Scale extends in two directions here. On the one hand there is the narrowing of focus, the shrinking of dimensions that accompanies Clennam’s concentration of interest on Little Dorrit. One of the chief effects of contemplating objects on a miniature scale, Susan Stewart argues in On Longing, is the achievement of psychological interiority. The moments of affective intensity guiding the novel’s reparative plot depend upon the construction of multiple layers of interiority.

On the other hand, the “thousands of miles,” the many years of Clennam’s life spent in exile, function on a macrocosmic scale. China, with its immense population, may be metonymically linked to the bureaucratic workings of the Circumlocution Office, the genteel Society of Mrs. General, and the flows of capital associated with Merdle. These faceless, alienating, disorienting institutions dwarf the individual trapped within, in contrast to the highly individuated space of tiny interiors. However, this experience of spatial alienation accentuates the moments of containment and reorientation, increases the effect of psychological interiority. Britain’s expansion outward into what was in effect a globalized economy also led to an expansion inwards.

Not just space but time as well buttresses the affective structure of Little Dorrit. Throughout Dickens’ fiction, an aesthetics of arrested temporality marks some of Dickens’ most characteristically animated prose. Stopped time is also a feature of the miniature object–and, of course, of the Celestial Empire. I thus argue that China occupies an affectively ambivalent position in the novel: it would make sense to treat China with satirical contempt, on a par with the Circumlocution Office and haute bourgeois Society, but the target of that contempt, its refusal of growth and progress, its worship of small and constricted objects and female bodies, in fact play a key role in sustaining the novel’s reparative energies.

Do you count as ABD if you haven’t turned in your prospectus? Do you count as mentally ABD if you’re terrified of starting your prospectus? I’ve been wallowing, really wallowing, in the latter condition–I think I’ve begun to pull myself out of it, but alas, the prospectus is as yet unbegun in terms of words on page, or screen, or cloud, or what have you. Things are beginning to coalesce, but I still don’t feel ready to begin. Part of my problem is I’ve had a bunch of random ideas that I think will fit in well in the intro and/or epilogue, i.e., they’re non-Victorian and kind of anecdotey. Here they are, in no particular order:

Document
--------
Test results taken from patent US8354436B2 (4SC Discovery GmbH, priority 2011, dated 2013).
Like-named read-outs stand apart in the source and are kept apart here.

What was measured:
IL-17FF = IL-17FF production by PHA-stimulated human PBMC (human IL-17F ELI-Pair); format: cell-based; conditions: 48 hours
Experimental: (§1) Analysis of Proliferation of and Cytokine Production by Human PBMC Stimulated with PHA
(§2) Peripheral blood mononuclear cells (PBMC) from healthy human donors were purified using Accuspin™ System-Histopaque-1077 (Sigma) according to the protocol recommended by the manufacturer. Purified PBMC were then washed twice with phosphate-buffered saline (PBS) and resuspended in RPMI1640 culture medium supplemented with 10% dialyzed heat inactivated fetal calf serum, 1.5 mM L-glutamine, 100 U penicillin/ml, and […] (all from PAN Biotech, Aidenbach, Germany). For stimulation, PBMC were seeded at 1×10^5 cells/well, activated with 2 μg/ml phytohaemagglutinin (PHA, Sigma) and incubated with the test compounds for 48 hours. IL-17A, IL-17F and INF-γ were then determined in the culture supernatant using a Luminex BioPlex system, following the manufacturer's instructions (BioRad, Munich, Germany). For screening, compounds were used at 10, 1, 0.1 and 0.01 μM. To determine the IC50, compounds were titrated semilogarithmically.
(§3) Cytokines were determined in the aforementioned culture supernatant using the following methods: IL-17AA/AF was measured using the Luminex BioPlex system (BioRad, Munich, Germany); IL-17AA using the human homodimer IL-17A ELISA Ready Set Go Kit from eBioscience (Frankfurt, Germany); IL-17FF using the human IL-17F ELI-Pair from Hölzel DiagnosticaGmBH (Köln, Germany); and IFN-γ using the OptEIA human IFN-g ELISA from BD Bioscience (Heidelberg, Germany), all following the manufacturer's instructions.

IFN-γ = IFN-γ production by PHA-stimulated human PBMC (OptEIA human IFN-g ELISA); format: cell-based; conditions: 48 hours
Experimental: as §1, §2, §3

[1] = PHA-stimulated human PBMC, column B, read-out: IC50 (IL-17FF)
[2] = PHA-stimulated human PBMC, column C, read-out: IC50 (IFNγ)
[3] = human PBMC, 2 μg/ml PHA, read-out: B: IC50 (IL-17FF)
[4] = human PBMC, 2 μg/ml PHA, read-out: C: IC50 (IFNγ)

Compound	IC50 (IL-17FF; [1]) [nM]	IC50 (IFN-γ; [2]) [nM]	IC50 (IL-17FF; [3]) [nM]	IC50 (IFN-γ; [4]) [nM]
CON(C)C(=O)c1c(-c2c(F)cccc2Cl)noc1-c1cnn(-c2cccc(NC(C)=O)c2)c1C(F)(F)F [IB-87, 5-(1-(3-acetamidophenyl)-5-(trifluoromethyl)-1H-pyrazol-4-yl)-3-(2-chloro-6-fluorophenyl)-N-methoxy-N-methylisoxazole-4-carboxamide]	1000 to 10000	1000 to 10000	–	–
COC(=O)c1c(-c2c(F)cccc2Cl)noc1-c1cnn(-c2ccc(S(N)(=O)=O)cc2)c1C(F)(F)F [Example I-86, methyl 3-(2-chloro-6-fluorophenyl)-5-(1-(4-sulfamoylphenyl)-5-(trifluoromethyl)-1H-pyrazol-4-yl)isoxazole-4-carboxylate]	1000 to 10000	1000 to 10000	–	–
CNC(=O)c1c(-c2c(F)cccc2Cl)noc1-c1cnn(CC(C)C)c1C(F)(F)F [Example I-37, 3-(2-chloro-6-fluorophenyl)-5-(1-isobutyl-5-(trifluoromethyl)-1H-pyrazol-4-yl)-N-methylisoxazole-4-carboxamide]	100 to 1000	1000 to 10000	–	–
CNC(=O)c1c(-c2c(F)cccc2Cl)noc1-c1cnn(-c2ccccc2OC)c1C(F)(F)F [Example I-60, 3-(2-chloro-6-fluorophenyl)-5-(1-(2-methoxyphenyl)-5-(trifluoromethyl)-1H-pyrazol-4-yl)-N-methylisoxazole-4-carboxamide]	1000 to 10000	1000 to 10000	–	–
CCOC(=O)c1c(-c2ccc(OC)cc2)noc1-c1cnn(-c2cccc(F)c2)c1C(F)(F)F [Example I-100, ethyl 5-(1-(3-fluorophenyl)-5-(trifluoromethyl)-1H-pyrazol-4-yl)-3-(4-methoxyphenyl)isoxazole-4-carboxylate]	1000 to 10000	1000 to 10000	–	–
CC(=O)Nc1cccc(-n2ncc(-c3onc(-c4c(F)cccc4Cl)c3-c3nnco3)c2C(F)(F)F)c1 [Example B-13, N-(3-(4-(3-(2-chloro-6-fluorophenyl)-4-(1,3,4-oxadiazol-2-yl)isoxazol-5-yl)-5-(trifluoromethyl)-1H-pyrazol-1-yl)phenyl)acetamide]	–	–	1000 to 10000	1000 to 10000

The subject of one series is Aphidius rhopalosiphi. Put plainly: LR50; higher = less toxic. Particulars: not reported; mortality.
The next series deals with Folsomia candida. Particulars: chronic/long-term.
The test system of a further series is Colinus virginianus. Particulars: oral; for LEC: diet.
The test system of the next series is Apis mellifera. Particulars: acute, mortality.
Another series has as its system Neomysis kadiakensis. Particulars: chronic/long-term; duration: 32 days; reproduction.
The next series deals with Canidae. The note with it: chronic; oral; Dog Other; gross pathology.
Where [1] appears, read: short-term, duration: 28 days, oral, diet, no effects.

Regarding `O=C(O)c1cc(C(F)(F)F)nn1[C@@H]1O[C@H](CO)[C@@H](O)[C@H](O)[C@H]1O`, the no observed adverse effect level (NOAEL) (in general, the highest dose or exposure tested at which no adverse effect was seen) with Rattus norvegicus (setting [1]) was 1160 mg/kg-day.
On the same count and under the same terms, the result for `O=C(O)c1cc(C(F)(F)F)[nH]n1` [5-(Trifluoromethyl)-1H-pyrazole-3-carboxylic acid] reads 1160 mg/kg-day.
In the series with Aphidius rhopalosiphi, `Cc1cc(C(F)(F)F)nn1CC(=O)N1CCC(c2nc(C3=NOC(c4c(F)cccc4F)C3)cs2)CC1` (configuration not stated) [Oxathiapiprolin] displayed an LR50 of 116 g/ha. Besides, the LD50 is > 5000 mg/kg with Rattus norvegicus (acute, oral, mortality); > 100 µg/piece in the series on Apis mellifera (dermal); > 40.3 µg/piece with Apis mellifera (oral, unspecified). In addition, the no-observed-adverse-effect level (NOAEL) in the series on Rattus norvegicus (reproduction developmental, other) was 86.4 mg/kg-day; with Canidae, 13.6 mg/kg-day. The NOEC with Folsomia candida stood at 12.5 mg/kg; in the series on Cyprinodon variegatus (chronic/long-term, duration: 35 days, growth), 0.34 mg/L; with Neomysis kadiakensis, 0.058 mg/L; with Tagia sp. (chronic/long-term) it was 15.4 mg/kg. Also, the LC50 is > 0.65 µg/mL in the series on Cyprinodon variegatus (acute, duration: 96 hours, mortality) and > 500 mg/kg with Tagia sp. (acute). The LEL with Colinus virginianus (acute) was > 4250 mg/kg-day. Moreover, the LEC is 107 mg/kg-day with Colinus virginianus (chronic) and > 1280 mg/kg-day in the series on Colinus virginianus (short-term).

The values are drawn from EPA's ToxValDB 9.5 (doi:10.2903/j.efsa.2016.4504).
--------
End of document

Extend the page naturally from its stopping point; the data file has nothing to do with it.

• Susan Sontag’s short story “Project for a Trip to China”: It’s not really much of a story, so I hope you’ll forgive me for giving away the last line: “Perhaps I will write the book about my trip to China before I go.” The story consists of disconnected working notes towards her personal connection to China, its place in her imagination. Some dude in the NYRB called it “an embarrassing bit of Chinoiserie, however dismantled and self-consciously post-modern.” I actually don’t find it all that post-modern. Yes, there’s no narrative to speak of, except for writing about writing, but Sontag’s point doesn’t seem to be ironize the narrator’s orientalist tendencies–rather, it seems a sincere attempt understand those tendencies and their roots. The story’s apparently autobiographical: the narrator, like Sontag, was conceived, although not born in China. “Conception, pre-conception,” she writes (or maybe it’s the other way around.” I’m attracted to this story because in the Western tradition, China is perhaps the place most defined by preconceptions, self-consciously so, the most removed from Western “realities,” due to its distance, but also its self-isolation. There’s a parallel, I think, between the “opening of China” post Opium War #1 and the visits to China in the 70s by Nixon, Sontag, the Tel Quel crew.
  • Brian Massumi on affect: “The ability of affect to produce an economic effect more swiftly and surely than economics itself means that affect is itself a real condition, an intrinsic variable of the late-capitalist system, as infrastructural as a factory” (“The Autonomy of Affect” [link opens PDF]) What was the affective infrastructure of Victorian globalization? Is this affective infrastructure different from that of imperialism/colonialism? I think my close readings will go for the affective infrastructures of texts–what Sianne Ngai calls “tone” in her reading of The Confidence Man. Plus “structures of feeling” a la Raymond Williams.

More odds and ends to follow!

Attempting, once again, to restart the long-moribund Poem of the Week feature, though I imagine that the definition of  “week” is going to remain flexible.* You’ll note that this entry doesn’t have the usual linkage and fun with GoogleBooks and Wikipedia – I’m somewhat short of internet in my new apartment, so am trying this crazy method of writing offline instead. Among other things, this means I didn’t bother to look up the date of the poem. And this is all pretty much just stream of consciousness with the occasional nod towards close reading. (Even more than it was before.) If we hate this, we can figure out a way to do the other thing.

This week’s theme? Don’t just do something, sit there!**

296. Magna Est Veritas – Coventry Patmore

Here, in this little Bay,
Full of tumultuous life and great repose,

Where, twice a day,

The purposeless, glad ocean comes and goes,

Under high cliffs, and far from the huge town,

I sit me down.

For want of me the world’s course will not fail:

When all its work is done, the lie shall rot;

The truth is great, and shall prevail,

When none cares whether it prevails or not.

I was on an honest-to-God vacation last week, which included a couple of days at the San Francisco Zen Center (you wanna talk about “sit me down…”) and, more resonantly, several more in Santa Cruz, which is on a bay and includes the ocean crashing against high cliffs, though perhaps with more surfing culture than Patmore had in mind. Nevertheless, I was initially drawn to this poem because it seemed to resonate with my experience of Northern California.